The patent paints a very explicit picture of how autonomy and connectivity could shape the future of vehicle ownership

Graham Hope

March 6, 2023

3 Min Read

The sinister potential of a connected car tech has been highlighted by a new patent granted to automaker Ford by the United States Patents Office.

The patent refers to rather innocuous sounding “systems and methods to repossess a vehicle.” But delve into the details and it spells out vividly how an autonomous, connected car could cause serious problems for an owner who has defaulted on payments, up to the point where it could even drive itself back to the showroom – or the scrapyard.

The patent application essentially describes a range of alarming scenarios that the vehicle could create via a series of increasingly severe punishments for an owner who falls behind on payments.

Initially, for example, a message from a computer at a bank or lender could be sent to a computer in the vehicle, or the owner’s smartphone, informing them that their payments are overdue. If this is not acknowledged, the problems would begin.

The system detailed by Ford shows how the computer system would have the capability to disable the air conditioning and radio in the car as a first stage of punishment.

If this does not achieve the desired results, the audio could then be activated to “emit an incessant and unpleasant sound” every time the owner is in the vehicle. There is even a suggestion that this could not be turned off until the lender is contacted by the owner.

Related:Ford's Patent Application for Self-Driving Car That Can Repo Itself

Again, if this proves insufficient, there would be a further penalty. This would come in the form of vehicle lockouts, restricting entry, possibly at certain times. The application suggests: “In one example situation, the repossession system computer may enforce the lockout condition only during weekends and to allow use of the vehicle during weekdays.”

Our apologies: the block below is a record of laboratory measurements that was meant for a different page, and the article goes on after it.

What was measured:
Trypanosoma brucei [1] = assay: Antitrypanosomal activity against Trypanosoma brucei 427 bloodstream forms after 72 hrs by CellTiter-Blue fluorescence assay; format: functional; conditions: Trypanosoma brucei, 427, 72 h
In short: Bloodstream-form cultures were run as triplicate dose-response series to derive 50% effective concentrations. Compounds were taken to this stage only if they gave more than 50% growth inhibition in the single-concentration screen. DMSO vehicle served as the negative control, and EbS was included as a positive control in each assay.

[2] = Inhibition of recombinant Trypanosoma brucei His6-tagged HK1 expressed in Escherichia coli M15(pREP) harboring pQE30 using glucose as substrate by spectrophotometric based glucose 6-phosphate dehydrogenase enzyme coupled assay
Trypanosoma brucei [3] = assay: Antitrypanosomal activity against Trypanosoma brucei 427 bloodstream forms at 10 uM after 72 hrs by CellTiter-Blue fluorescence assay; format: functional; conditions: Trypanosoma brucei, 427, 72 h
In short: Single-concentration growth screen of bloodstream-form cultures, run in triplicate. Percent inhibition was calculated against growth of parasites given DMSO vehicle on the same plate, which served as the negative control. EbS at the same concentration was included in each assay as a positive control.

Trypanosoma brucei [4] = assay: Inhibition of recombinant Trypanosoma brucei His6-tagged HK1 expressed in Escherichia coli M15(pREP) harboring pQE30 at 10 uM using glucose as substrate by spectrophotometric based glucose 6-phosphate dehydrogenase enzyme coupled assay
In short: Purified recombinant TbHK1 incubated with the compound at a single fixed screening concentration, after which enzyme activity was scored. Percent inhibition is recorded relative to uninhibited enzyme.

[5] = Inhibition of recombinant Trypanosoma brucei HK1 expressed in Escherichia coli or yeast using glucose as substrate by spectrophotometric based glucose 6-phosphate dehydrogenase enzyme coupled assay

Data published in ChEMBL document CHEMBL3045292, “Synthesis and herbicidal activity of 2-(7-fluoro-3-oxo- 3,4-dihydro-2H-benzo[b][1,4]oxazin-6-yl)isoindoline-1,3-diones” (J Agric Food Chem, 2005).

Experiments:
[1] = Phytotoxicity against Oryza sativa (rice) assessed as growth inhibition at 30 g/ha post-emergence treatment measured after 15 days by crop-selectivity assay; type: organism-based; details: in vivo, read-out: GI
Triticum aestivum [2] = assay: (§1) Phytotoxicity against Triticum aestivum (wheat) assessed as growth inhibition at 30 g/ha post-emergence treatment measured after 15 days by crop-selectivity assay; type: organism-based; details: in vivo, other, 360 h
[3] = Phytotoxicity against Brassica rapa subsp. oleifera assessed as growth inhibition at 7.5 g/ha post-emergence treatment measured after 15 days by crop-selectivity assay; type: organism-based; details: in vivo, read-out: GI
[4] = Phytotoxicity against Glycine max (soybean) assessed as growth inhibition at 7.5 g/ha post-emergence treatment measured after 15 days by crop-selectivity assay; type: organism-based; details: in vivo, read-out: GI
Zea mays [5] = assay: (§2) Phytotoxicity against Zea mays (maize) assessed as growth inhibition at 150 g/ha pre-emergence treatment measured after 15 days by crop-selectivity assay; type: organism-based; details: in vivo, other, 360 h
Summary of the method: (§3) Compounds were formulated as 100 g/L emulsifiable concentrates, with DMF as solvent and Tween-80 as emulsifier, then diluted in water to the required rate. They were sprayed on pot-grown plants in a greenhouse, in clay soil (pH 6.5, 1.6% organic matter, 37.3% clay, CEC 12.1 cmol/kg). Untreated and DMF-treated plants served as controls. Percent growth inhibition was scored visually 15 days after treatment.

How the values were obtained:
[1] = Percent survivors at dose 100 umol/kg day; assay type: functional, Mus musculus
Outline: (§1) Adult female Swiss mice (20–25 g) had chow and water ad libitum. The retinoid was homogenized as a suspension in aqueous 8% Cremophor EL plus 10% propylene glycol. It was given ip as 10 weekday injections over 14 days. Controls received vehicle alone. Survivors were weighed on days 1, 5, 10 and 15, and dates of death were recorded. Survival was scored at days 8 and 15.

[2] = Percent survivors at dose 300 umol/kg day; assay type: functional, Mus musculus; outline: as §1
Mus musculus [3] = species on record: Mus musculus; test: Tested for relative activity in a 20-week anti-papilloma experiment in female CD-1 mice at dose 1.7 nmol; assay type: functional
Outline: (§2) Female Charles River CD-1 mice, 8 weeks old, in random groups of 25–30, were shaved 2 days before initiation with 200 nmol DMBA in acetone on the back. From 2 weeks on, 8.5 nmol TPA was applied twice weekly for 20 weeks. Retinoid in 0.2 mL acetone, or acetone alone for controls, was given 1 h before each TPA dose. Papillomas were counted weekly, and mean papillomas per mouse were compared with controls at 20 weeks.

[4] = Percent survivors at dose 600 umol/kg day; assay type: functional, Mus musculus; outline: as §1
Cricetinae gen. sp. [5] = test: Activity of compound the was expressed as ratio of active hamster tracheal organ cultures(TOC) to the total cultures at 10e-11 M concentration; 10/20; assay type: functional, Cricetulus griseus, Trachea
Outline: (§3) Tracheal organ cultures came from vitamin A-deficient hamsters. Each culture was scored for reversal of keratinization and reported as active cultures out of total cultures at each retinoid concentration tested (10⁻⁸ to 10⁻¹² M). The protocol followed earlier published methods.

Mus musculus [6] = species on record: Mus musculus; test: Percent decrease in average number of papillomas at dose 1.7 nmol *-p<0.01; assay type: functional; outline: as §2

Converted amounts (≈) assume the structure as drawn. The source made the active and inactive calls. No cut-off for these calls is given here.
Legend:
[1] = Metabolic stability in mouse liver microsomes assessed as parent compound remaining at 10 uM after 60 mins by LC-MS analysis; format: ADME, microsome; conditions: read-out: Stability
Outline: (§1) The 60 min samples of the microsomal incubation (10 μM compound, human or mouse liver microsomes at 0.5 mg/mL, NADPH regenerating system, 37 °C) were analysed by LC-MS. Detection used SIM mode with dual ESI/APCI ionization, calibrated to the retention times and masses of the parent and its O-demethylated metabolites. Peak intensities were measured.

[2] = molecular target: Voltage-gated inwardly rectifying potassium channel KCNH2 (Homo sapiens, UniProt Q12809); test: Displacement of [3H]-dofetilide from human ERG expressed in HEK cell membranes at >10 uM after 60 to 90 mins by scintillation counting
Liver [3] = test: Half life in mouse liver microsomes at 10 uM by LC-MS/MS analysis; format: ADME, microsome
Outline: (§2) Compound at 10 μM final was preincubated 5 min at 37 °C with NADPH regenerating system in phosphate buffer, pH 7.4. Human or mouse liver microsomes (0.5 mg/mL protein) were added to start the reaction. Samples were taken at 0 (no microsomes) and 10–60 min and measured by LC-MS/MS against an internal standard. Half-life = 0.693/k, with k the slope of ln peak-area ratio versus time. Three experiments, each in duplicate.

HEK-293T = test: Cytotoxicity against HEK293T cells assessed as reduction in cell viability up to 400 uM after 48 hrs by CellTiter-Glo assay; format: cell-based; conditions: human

Alternatively, the system may only permit the use of the vehicle in a geofenced location.

If these sanctions don’t work, Ford’s system would then have the capability to repossess the vehicle, as the application explains. “The repossession system computer may cooperate with the vehicle computer to autonomously move the vehicle from the premises of the owner to a location such as the premises of the repossession agency, the premises of the lending institution, an impound pound or any other predesignated location.”

Even that wouldn’t be the end. The system also has the capability of automatically determining the market value of the car, and if it is not considered high enough, the vehicle would drive itself to the junkyard.

While the patent was originally applied for on August 20 2021 and granted on Feb. 23 this year there is no indication that Ford is actively working on developing the tech or intends to offer it anytime soon. 

But as an example of how autonomy and connectivity could shape vehicle ownership in the future, the patent paints a very explicit picture.

About the Author(s)

Graham Hope

Graham Hope has worked in automotive journalism in the U.K. for 26 years, including spells as editor of leading consumer news website and weekly Auto Express and respected buying guide CarBuyer.

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